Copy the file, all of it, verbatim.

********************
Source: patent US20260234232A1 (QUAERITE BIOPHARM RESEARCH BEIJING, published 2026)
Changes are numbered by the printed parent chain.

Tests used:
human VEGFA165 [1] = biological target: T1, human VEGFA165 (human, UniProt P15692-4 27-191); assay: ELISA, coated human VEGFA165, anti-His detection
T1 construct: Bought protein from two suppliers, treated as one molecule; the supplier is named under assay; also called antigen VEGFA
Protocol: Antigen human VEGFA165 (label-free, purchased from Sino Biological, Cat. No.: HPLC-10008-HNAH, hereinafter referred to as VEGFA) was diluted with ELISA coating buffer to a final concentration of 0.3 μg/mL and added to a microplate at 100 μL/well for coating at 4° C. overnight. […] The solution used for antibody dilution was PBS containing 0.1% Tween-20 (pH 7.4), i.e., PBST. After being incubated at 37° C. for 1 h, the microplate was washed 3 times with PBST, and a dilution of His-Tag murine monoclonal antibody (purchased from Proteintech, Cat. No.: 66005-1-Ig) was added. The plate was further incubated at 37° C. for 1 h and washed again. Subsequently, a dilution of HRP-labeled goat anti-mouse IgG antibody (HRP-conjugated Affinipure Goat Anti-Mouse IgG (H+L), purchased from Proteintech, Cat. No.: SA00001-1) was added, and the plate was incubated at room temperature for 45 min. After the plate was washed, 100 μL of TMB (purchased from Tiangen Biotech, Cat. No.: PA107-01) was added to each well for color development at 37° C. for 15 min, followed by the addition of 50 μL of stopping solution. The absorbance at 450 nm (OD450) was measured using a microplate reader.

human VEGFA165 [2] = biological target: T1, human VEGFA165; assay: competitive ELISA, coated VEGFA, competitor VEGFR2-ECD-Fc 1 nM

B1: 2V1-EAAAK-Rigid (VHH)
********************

Source: patent US20260234232A1 (QUAERITE BIOPHARM RESEARCH BEIJING, published 2026)
Changes are numbered by the printed parent chain.

Tests used:
human VEGFA165 [1] = biological target: T1, human VEGFA165 (human, UniProt P15692-4 27-191); assay: ELISA, coated human VEGFA165, anti-His detection
T1 construct: Bought protein from two suppliers, treated as one molecule; the supplier is named under assay; also called antigen VEGFA
Protocol: Antigen human VEGFA165 (label-free, purchased from Sino Biological, Cat. No.: HPLC-10008-HNAH, hereinafter referred to as VEGFA) was diluted with ELISA coating buffer to a final concentration of 0.3 μg/mL and added to a microplate at 100 μL/well for coating at 4° C. overnight. […] The solution used for antibody dilution was PBS containing 0.1% Tween-20 (pH 7.4), i.e., PBST. After being incubated at 37° C. for 1 h, the microplate was washed 3 times with PBST, and a dilution of His-Tag murine monoclonal antibody (purchased from Proteintech, Cat. No.: 66005-1-Ig) was added. The plate was further incubated at 37° C. for 1 h and washed again. Subsequently, a dilution of HRP-labeled goat anti-mouse IgG antibody (HRP-conjugated Affinipure Goat Anti-Mouse IgG (H+L), purchased from Proteintech, Cat. No.: SA00001-1) was added, and the plate was incubated at room temperature for 45 min. After the plate was washed, 100 μL of TMB (purchased from Tiangen Biotech, Cat. No.: PA107-01) was added to each well for color development at 37° C. for 15 min, followed by the addition of 50 μL of stopping solution. The absorbance at 450 nm (OD450) was measured using a microplate reader.

human VEGFA165 [2] = biological target: T1, human VEGFA165; assay: competitive ELISA, coated VEGFA, competitor VEGFR2-ECD-Fc 1 nM

B1: 2V1-EAAAK-Rigid (VHH)